I lived in the US. I worked as a legal assistant. Twenty years ago, my husband decided to return to Ghana. I followed him but our children still live in the US. Back in my country, I looked for a new job. The legal system in Ghana is completely different from the American one; so I struggled to fit into my sector. The opportunity to change my occupation came when I got a job in a hotel in Accra, where a public relations position had opened up. I took some courses in hotel management and specialized in the marketing with a master's degree. My enthusiasm for the job died down after 15 years, and the desire for a change returned. I was 58 and first I decided to take a sabbatical. 

And what happened?

One afternoon, I was watching television when they showed a woman in Madagascar explaining how chocolate is made.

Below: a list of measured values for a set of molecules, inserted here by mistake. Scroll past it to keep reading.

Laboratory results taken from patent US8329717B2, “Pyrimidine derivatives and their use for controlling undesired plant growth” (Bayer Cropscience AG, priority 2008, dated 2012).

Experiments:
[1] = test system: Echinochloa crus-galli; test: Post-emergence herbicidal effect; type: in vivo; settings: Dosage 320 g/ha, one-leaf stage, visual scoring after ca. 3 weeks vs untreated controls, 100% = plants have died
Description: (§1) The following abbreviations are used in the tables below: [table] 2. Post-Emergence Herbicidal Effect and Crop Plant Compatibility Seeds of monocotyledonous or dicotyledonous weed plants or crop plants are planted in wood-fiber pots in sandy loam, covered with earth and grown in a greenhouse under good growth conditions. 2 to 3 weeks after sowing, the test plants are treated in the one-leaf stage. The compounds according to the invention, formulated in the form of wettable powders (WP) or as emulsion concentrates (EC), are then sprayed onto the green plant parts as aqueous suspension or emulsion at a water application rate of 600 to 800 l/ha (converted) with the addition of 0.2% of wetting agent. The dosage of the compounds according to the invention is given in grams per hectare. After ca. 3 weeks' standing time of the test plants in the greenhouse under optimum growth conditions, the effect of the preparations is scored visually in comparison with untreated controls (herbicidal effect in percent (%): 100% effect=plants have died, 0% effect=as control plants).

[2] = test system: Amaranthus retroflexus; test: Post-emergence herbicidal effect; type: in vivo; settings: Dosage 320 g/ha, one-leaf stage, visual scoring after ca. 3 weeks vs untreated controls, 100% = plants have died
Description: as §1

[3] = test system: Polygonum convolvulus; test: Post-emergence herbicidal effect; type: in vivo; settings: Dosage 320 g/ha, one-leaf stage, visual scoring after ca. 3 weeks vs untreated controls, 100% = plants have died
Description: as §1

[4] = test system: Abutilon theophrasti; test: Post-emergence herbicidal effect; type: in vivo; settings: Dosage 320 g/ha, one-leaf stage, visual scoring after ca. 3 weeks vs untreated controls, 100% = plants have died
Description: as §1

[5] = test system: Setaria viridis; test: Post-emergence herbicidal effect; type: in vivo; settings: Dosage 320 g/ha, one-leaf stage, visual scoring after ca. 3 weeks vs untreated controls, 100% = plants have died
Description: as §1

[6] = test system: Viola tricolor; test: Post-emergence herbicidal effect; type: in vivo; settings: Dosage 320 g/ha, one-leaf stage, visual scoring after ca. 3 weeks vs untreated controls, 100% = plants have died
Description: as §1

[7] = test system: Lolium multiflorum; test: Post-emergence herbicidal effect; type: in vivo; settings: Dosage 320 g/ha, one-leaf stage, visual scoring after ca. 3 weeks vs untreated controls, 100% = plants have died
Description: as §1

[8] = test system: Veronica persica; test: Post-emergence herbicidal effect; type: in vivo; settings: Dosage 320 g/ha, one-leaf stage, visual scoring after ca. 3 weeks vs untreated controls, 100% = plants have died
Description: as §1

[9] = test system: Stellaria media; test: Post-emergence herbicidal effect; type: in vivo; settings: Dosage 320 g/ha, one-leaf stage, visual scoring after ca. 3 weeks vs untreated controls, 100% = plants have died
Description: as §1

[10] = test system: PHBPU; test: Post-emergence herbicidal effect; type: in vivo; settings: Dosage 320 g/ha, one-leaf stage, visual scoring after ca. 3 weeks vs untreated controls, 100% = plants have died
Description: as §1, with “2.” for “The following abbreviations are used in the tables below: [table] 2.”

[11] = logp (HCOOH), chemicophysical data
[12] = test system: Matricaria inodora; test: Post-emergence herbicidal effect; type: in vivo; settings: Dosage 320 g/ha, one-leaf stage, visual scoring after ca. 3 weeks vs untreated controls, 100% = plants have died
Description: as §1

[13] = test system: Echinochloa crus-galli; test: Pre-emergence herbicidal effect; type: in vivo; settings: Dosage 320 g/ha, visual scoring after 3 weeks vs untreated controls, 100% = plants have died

Was it love at first sight?

Exactly that. I had no idea how big the chocolate industry was. I was unaware of how important cocoa beans have always been to Ghana's exports. It took me a moment to understand the opportunity that could open up from processing our own cocoa beans to produce chocolate to be sold on the domestic market. In fact, until a few years ago, (most of the chocolates you could buy in Accra, were imported).  

What has changed?

However, the government had recently begun to encourage value addition to the cocoa beans. Particularly because market demand was about to explode dramatically, I went to the UK to study. I took a couple of courses to learn how to make chocolate.